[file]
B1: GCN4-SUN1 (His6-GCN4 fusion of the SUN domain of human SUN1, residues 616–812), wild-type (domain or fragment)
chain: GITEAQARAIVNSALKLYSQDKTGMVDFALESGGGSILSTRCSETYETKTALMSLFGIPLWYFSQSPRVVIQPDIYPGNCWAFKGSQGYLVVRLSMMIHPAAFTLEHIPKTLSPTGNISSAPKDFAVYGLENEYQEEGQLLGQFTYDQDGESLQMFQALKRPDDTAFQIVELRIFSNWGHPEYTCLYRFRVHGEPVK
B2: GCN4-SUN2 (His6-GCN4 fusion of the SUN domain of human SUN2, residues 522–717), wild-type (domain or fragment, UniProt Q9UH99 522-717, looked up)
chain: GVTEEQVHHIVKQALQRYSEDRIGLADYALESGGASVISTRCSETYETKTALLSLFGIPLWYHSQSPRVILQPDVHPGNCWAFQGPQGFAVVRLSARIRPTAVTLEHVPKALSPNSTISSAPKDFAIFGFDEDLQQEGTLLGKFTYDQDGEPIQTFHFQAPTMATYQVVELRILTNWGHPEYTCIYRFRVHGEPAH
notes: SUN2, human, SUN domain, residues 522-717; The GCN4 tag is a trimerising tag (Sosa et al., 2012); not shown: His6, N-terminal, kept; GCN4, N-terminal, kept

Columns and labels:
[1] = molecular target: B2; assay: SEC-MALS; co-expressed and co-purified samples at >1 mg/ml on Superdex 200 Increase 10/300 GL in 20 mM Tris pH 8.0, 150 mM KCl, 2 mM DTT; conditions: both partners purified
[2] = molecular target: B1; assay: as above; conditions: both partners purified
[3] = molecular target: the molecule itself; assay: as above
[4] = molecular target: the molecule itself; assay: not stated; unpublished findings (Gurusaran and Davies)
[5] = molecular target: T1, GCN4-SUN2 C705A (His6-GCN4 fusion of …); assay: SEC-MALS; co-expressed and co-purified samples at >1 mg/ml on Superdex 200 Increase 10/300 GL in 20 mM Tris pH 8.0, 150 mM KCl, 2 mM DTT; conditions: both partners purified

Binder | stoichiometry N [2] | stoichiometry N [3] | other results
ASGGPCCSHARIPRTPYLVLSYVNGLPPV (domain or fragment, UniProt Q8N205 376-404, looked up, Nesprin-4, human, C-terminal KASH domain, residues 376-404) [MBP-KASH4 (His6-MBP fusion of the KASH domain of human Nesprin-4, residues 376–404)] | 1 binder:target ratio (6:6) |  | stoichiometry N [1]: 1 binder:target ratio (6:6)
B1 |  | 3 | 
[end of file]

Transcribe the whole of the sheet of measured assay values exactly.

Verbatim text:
B1: GCN4-SUN1 (His6-GCN4 fusion of the SUN domain of human SUN1, residues 616–812), wild-type (domain or fragment)
chain: GITEAQARAIVNSALKLYSQDKTGMVDFALESGGGSILSTRCSETYETKTALMSLFGIPLWYFSQSPRVVIQPDIYPGNCWAFKGSQGYLVVRLSMMIHPAAFTLEHIPKTLSPTGNISSAPKDFAVYGLENEYQEEGQLLGQFTYDQDGESLQMFQALKRPDDTAFQIVELRIFSNWGHPEYTCLYRFRVHGEPVK
B2: GCN4-SUN2 (His6-GCN4 fusion of the SUN domain of human SUN2, residues 522–717), wild-type (domain or fragment, UniProt Q9UH99 522-717, looked up)
chain: GVTEEQVHHIVKQALQRYSEDRIGLADYALESGGASVISTRCSETYETKTALLSLFGIPLWYHSQSPRVILQPDVHPGNCWAFQGPQGFAVVRLSARIRPTAVTLEHVPKALSPNSTISSAPKDFAIFGFDEDLQQEGTLLGKFTYDQDGEPIQTFHFQAPTMATYQVVELRILTNWGHPEYTCIYRFRVHGEPAH
notes: SUN2, human, SUN domain, residues 522-717; The GCN4 tag is a trimerising tag (Sosa et al., 2012); not shown: His6, N-terminal, kept; GCN4, N-terminal, kept

Columns and labels:
[1] = molecular target: B2; assay: SEC-MALS; co-expressed and co-purified samples at >1 mg/ml on Superdex 200 Increase 10/300 GL in 20 mM Tris pH 8.0, 150 mM KCl, 2 mM DTT; conditions: both partners purified
[2] = molecular target: B1; assay: as above; conditions: both partners purified
[3] = molecular target: the molecule itself; assay: as above
[4] = molecular target: the molecule itself; assay: not stated; unpublished findings (Gurusaran and Davies)
[5] = molecular target: T1, GCN4-SUN2 C705A (His6-GCN4 fusion of …); assay: SEC-MALS; co-expressed and co-purified samples at >1 mg/ml on Superdex 200 Increase 10/300 GL in 20 mM Tris pH 8.0, 150 mM KCl, 2 mM DTT; conditions: both partners purified

Binder | stoichiometry N [2] | stoichiometry N [3] | other results
ASGGPCCSHARIPRTPYLVLSYVNGLPPV (domain or fragment, UniProt Q8N205 376-404, looked up, Nesprin-4, human, C-terminal KASH domain, residues 376-404) [MBP-KASH4 (His6-MBP fusion of the KASH domain of human Nesprin-4, residues 376–404)] | 1 binder:target ratio (6:6) |  | stoichiometry N [1]: 1 binder:target ratio (6:6)
B1 |  | 3 | 